Parkway packed for ‘The Boss’

Bruce Springsteen played to a crowd of more than 50,000 on the Benjamin Franklin Parkway as he encouraged everyone to register to vote. Preferably for Sen. Barack Obama.

People lined the streets of downtown Philadelphia Saturday to support the man who wrote “Born to Run” and a man whom they believe was born to run for president.

Springsteen performed at an Obama rally on the Parkway Saturday. Gov. Ed Rendell and Sen. Bob Casey both spoke to support the Illinois senator’s run for presidency as tens of thousands crowded Center City (Kevin Cook/TTN).

From 20th to 22nd streets, the Benjamin Franklin Parkway closed for the Vote for Change rally, which featured a free performance by Bruce Springsteen in support of Sen. Barack Obama. Organizers of the event encouraged all attendees to register to vote, regardless of their political affiliation.

Philadelphia-based band Nora Whitaker kicked off the rally, performing tunes that blended soul, blues, R&B and pop. Songwriter and guitarist Amos Lee was another featured act during the opening of the rally. Lee performed “Keep It Loose and Keep It Tight.”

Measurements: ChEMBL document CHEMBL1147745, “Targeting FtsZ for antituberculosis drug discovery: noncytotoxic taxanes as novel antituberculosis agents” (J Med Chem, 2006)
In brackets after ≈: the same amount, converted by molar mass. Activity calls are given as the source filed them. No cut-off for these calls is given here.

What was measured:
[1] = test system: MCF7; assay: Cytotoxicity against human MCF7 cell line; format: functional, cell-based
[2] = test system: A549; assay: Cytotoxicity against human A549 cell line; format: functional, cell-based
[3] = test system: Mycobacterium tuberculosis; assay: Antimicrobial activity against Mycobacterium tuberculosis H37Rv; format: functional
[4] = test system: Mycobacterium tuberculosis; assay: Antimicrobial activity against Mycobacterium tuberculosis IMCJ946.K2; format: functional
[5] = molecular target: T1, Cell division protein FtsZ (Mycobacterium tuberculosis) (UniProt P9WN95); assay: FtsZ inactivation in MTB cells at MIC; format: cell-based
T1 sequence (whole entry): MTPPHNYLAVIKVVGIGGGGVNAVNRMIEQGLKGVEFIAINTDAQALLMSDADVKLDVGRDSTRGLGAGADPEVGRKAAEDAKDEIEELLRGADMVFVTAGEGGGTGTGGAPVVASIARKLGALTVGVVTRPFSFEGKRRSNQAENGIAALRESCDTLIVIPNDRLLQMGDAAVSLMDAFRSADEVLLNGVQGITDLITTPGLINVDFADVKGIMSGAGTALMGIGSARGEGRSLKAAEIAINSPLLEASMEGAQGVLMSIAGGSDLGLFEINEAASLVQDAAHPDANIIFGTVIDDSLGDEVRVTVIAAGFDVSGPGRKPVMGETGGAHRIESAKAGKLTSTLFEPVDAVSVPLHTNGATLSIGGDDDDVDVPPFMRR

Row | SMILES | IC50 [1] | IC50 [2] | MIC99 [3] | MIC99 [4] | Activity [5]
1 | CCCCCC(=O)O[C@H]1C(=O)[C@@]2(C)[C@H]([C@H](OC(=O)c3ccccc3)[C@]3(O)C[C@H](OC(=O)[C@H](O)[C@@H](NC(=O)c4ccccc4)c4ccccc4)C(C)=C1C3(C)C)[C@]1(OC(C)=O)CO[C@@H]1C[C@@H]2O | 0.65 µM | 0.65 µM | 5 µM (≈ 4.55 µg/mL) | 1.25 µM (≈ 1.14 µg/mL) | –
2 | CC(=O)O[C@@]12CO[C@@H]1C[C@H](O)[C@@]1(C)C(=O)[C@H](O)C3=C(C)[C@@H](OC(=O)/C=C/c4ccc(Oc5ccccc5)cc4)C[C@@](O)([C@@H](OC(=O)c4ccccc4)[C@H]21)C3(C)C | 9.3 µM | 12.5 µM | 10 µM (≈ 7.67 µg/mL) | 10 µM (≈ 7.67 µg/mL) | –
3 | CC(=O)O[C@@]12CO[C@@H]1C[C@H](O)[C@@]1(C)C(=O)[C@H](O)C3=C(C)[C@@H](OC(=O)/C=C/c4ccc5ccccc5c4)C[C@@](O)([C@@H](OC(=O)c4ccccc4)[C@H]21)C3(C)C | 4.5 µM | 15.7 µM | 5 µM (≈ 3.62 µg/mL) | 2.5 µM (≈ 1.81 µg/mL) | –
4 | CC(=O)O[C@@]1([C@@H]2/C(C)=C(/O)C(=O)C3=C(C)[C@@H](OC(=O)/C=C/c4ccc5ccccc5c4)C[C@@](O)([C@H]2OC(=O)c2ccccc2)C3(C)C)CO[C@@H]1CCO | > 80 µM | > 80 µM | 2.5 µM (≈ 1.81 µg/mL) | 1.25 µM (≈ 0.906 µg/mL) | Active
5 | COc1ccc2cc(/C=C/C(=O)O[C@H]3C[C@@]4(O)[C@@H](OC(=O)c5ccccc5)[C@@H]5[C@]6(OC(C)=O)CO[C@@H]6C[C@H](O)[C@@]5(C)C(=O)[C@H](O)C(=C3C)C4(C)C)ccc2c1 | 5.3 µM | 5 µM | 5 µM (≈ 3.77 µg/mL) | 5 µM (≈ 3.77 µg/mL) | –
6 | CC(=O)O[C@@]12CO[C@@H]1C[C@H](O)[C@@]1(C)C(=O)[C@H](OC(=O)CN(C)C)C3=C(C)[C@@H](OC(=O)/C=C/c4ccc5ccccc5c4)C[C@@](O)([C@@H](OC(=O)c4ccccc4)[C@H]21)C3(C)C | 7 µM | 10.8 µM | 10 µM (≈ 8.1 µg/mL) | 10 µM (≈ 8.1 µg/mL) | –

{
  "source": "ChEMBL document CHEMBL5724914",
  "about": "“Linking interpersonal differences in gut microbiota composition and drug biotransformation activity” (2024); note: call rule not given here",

The tens of thousands of people in attendance anxiously awaited speeches from Sen. Bob Casey and Gov. Ed Rendell. Casey and Rendell pumped up the crowd for Springsteen, who was introduced by an Obama staffer.

Springsteen walked onto the stage in jeans and a plaid shirt and opened up his set with one of his best songs, “Promised Land,” which targeted Pennsylvania’s working-class families.

“I’ve spent 35 years writing about America, its people and the meaning of the American promise,” Springsteen said, as he strummed his guitar lightly. “I’ve spent most of my creative life measuring the distance between that American promise and American reality. I believe Senator Obama has taken the measure of that distance in his own life and in his work.”

Springsteen performed “The Ghost of Tom Joad” and an acoustic version of “Thunder Road,” which moved the crowd to sing along with the lyrics, “We got one last chance to make it real, to trade in these wings on some wheels.” He also sung “No Surrender,” followed by “Does This Bus Stop at 82nd Street?”

Fans lined the Benjamin Franklin Parkway to hear the sounds of one of Sen. Barack Obama's biggest supporters (Rachel Playe/TTN).

Springsteen has a political history. He publicly disputed the use of “Born in the U.S.A.” by President Ronald Reagan. In 2004, he performed along with R.E.M. during the Vote for Change Tour. His support for Senator Obama is no different.

“We will rise or fall as a people by our ability to accomplish this task,” Springsteen said. “I don’t know about you, but I want that dream back. I want my America back, I want my country back. So now is the time to stand with Barack Obama and Joe Biden. Roll up our sleeves, and come on up for the rising.”

Steve Ciccarelli can be reached at

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